One shopper exits as another arrives at the Trader Joe’s Chelsea store. Photograph: Will Jelbert
I live in Chelsea, home of art galleries, gays, a market and pier, the most Chipotles in one neighborhood, and a Whole Foods and Trader Joe’s.
I am a grocery store whore. As unfaithful to one store as it gets, although in my previous life I was extremely faithful to Whole Foods. That was until I moved to Chelsea.
I was sure that the good vibes I felt each time I shopped at Trader Joe’s couldn’t just be attributed to the free coffee and samples or the free love 60’s — 00’s music played at perfect mid-volume, although music is a shortcut to empathy and empathy is a shortcut to happiness.
But I couldn’t put my finger on why the TJ’s staff were so goddamn happy, while their counterparts four blocks away at WF seemed glum by comparison.
I had to figure this out because I have spent the last five years studying happiness around the world. During that time, I have translated psychology and philosophy into practical exercises for happiness. What I have discovered is that happiness means connecting well with existence (and others) and that there are five ways, or muscles, that help you do it.
I hypothesized that any difference in happiness between the two neighboring stores would correlate with the health of the respective employees’ five muscles and with their overall feeling of connection to their colleagues, boss and job.
So, on the hottest Saturday in July, I asked employees at each store to rate each muscle from 1–10 for both themselves, and their colleagues and boss. I then averaged their respective scores to generate a combined rating for the store. There were seven competitions in the Grocery Store (Happiness) Olympics. Here are the results:
1) Honesty and Trust — Winner: Trader Joe’s
(Trader Joe’s : 8.2; Whole Foods: 7.5 (WF rating of colleagues and boss: 6.7))
When I ran a poll of 700 people on the best definition of happiness, ‘trust and confidence’ received the most votes. Globally there was a view that trust and confidence are intrinsic to (if not the definition of) happiness. So why the difference in trust between the two Chelsea rivals?
I hazard a guess that mandatory bag searches for employees when leaving the WF store erode an employee’s sense of feeling trusted. Not the case at TJ’s. And the impact? WF staff rated the honesty and trust of their colleagues and boss an average of only 6.7/10, whereas TJ’s scored 8.
(Trader Joe’s: 8.9; Whole Foods: 7.7 (rating of colleagues and boss: 6))
Again, WF staff rated their colleagues and boss only 6, much lower than how they rated themselves. The banter and laughter often overheard between colleagues at TJs is noticeably absent in the dim, non-produce aisles of WF. And while WF does occasionally sample a few chunks of hatch chili cheddar, TJ’s Chelsea provides savory and dessert samples in portioned out paper cups next to help-yourself coffee dispensers from opening until after closing. Several times, I’ve been told: ‘Take as much as you like’.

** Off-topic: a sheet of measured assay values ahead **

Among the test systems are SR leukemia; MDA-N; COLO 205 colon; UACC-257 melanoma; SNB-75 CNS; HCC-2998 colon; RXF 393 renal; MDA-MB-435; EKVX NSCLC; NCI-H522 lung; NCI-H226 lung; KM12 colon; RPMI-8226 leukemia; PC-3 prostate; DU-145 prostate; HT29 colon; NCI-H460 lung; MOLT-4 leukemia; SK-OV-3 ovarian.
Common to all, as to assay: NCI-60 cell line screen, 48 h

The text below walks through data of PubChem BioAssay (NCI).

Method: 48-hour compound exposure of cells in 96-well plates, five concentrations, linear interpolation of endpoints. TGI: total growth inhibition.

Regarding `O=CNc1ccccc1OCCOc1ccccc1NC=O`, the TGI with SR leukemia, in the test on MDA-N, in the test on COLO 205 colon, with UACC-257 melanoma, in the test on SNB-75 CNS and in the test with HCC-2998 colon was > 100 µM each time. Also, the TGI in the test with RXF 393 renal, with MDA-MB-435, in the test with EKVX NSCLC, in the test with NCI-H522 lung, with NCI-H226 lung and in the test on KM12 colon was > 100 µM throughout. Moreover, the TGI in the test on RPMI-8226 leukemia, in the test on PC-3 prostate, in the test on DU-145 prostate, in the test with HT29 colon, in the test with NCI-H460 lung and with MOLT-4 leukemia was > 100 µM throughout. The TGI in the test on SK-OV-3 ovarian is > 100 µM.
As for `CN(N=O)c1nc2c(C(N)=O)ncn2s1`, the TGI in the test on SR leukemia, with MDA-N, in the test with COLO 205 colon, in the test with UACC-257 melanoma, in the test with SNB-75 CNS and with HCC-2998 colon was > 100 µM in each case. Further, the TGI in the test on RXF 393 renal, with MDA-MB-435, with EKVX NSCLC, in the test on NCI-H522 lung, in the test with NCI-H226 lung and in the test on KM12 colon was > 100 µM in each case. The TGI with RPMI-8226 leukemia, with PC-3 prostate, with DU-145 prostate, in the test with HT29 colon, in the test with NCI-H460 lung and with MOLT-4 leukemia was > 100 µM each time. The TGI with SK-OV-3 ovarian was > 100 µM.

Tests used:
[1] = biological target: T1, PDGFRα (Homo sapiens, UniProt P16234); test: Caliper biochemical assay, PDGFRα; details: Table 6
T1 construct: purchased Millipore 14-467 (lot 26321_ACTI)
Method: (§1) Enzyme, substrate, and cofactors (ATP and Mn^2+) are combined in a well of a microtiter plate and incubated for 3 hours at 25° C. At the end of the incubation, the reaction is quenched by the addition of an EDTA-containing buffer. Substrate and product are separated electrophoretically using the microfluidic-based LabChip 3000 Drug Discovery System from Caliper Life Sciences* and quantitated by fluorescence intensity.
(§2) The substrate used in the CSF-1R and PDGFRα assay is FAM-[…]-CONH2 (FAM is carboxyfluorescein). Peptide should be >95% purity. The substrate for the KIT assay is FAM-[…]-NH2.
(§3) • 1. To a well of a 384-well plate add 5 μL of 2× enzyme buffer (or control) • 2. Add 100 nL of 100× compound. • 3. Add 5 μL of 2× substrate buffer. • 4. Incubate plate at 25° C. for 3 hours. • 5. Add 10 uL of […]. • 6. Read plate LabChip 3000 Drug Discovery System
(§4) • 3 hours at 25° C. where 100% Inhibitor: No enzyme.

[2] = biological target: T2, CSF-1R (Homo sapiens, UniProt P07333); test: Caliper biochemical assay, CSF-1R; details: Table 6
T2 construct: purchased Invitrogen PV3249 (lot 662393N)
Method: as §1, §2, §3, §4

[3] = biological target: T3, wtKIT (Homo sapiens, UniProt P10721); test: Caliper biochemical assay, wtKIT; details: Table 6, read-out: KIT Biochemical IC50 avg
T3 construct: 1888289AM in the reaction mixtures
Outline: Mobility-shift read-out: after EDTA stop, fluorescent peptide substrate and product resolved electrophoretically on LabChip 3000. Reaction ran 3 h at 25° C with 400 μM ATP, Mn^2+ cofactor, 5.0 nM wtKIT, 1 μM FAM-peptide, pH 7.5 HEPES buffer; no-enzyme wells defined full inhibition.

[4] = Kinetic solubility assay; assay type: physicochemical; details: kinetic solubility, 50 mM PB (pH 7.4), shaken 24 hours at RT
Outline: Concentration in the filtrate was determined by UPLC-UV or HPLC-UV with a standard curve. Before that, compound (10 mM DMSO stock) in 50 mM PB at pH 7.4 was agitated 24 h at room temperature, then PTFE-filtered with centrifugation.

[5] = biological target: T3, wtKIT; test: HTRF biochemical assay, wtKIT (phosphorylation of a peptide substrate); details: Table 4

‘Product knowledge helps [with kindness]’ — TJ’s employee
I recently started drinking the organic, unpasteurized carrot juice when I heard carrot juice (containing vitamin A) is good for your skin and anti-aging. I went to TJ’s on Saturday and they had no carrot juice left. The employee I asked about it went out the back to check if there was any there and returned quickly apologizing. He said ‘come back tomorrow’. I did, but by the time I got to the store the quart size bottles I wanted had sold out.
But TJ’s did have the smaller, slightly more expensive pint bottles. I grabbed two. As I checked out I mentioned to the assistant that they had sold out of the larger size again.
‘Oh is that what you wanted? We can give these two to you for the price of one of those. One second,’ he checks with the team captain . The team captain comes over and says to me: ‘How about you pay nothing for these.’
(Trader Joe’s : 8.2; Whole Foods: 7.9 (rating of colleagues and boss: 6.7))
TJ’s is quite possibly the best retail space in America to exercise the curiosity muscle. I’ve been put onto alkaline water by a few people including Artie Shephard, an old man (who I met ironically at Whole Foods), who told me he healed The Face from the A-Team (Dirk Benedict) from arthritis with it.
I wanted to check the pH of the gallon size bottles of New Zealand artesian water available for only $3 at TJs. I asked an employee whether it was alkaline. He said: ‘Interesting. No problem I’ll call our supplier and they’ll tell me in a minute’. I walked over with him to the phone, he called the supplier and confirmed it was a pH of 7.3 on the spot.